Friday, June 07, 2013

Endometrial Ablation: One Year Later

One year ago today I had an endometrial ablation. I wrote about it shortly after I had the operation, mostly in hopes that it would put more information out in to the world about how endometrial ablations affect runners. I have gotten a few hits on my blog from people who have searched for the topic, so there is some interest.

To re-cap a bit, an endometrial ablation destroys the lining of the uterus (there are a few different ways to do this) in women who, well, have a bum uterus. A bum uterus does things like hurts a lot and bleeds a lot and just overall acts like a big jerk. It sucks. I had been affected for a long time by menorrhagia and when enough was enough, and nothing else was working to help, I finally went in for surgery.

The surgery was kind of a big deal. I wouldn't ever recommend it lightly to anyone. You are under anesthesia, you are in an operating room. The procedure is (usually) pretty straight forward. Mine wasn't, but I don't really need to get in to the gory details of that here. In the end, I came out okay, and one year later, am doing great.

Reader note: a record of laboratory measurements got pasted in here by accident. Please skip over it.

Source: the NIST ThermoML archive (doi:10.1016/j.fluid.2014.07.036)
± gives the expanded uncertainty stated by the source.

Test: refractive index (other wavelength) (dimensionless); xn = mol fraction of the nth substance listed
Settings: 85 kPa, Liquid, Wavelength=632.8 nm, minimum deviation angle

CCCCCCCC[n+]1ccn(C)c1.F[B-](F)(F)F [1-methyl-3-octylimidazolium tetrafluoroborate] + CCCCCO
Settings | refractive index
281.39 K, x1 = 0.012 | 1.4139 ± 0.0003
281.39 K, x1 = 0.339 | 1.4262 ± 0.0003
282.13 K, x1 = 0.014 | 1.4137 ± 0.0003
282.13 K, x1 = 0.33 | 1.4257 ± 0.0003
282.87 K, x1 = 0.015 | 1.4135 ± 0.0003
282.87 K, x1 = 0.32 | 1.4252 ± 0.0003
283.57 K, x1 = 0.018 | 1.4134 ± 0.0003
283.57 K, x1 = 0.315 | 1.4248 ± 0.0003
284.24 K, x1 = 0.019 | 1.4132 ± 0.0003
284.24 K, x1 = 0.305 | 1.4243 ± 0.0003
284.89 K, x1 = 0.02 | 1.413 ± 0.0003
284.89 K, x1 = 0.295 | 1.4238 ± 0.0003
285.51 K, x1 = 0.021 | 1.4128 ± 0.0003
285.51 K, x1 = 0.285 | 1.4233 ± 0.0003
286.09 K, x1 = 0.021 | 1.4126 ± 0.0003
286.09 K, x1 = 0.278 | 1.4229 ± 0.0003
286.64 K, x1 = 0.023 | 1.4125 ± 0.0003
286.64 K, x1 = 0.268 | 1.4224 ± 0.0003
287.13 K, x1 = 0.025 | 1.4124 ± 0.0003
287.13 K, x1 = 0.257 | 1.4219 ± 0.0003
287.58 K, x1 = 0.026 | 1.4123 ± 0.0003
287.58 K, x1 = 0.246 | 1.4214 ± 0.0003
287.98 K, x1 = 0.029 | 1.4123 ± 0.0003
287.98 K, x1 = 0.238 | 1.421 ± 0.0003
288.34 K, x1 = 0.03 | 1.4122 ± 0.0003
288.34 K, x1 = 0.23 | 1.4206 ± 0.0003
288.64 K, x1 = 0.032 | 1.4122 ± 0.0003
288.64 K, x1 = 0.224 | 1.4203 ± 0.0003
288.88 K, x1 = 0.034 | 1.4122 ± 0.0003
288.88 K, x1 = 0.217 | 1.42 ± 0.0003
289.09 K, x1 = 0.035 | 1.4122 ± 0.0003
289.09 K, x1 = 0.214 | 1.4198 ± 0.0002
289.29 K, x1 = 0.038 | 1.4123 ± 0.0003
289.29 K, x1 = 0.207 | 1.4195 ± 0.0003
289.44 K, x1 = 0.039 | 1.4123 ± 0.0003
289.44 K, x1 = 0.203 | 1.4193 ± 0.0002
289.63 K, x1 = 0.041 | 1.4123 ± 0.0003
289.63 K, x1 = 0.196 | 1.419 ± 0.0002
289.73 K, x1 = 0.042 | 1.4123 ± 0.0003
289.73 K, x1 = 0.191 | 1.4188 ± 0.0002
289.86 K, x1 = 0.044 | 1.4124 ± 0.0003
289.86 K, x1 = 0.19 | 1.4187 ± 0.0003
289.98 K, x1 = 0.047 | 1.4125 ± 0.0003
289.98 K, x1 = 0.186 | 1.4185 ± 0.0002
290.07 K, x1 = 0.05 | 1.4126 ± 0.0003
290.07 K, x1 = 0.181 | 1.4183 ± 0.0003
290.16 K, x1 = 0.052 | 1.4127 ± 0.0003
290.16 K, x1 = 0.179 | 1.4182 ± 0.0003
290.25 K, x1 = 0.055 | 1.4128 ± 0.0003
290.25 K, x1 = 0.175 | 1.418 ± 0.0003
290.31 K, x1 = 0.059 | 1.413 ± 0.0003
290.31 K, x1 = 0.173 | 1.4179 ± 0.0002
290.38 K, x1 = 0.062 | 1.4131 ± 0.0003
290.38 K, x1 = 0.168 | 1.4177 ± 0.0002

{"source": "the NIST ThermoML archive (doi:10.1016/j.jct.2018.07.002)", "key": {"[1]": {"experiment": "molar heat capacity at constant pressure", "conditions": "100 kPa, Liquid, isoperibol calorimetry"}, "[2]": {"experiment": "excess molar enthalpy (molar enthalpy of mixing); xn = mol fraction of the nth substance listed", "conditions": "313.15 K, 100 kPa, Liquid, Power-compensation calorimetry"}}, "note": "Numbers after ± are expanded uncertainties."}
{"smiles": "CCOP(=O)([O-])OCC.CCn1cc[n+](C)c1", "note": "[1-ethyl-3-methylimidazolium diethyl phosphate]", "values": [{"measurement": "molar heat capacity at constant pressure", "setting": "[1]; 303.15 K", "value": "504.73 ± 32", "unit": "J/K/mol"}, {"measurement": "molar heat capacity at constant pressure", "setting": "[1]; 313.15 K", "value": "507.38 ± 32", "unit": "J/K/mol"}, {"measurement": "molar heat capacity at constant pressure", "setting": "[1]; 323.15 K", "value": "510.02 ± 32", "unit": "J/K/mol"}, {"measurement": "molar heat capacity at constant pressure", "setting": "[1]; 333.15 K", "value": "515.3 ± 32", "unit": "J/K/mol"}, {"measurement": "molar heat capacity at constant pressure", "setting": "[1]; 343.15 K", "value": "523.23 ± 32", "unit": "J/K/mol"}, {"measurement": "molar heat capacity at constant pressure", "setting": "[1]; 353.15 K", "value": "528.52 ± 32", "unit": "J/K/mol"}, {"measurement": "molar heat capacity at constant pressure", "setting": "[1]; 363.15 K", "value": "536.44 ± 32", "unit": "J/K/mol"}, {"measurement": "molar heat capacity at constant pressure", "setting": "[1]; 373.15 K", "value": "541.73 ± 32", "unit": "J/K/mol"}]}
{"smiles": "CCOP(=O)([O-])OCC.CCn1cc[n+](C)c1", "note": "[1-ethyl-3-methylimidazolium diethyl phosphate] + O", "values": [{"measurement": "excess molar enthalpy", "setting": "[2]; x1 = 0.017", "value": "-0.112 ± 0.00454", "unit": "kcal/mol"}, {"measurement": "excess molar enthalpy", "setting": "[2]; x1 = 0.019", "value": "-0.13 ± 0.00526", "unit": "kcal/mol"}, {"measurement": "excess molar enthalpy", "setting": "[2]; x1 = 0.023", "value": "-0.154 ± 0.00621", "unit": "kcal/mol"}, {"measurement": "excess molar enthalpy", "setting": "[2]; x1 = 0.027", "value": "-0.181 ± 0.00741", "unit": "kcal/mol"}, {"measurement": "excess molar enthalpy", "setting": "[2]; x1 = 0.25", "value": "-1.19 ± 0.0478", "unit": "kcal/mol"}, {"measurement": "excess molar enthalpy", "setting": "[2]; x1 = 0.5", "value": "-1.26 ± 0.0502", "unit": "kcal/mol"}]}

The best you can could hope for is that an endometrial ablation completely stops you from having periods. That's what my surgery did for me. Not all women have this happen to them, I think the stats are about half of the surgeries end up stopping periods. If your periods don't stop completely, they should become much lighter. The one huge drawback is that ablations can "wear off". Your uterine lining can eventually grow back and then, depending on the kind of ablation you got, you might not be able to get another one and will be back to square one, albeit with one less option. My doctor told me that my next step would be a hysterectomy. I will be waiting anxiously to find out how this will go in the years to come, but right now I am a happy camper. 

As you could probably guess, not having a period every month is pretty awesome for a runner. I don't have to deal with it, ever. Going from having it be a huge pain to having it be nothing at all is such a relief. 

I AM NOT A DOCTOR, but if you have found this blog post because you are considering an endometrial ablation, please feel free to contact me and ask me any questions you might have. I will do my best to answer them! 

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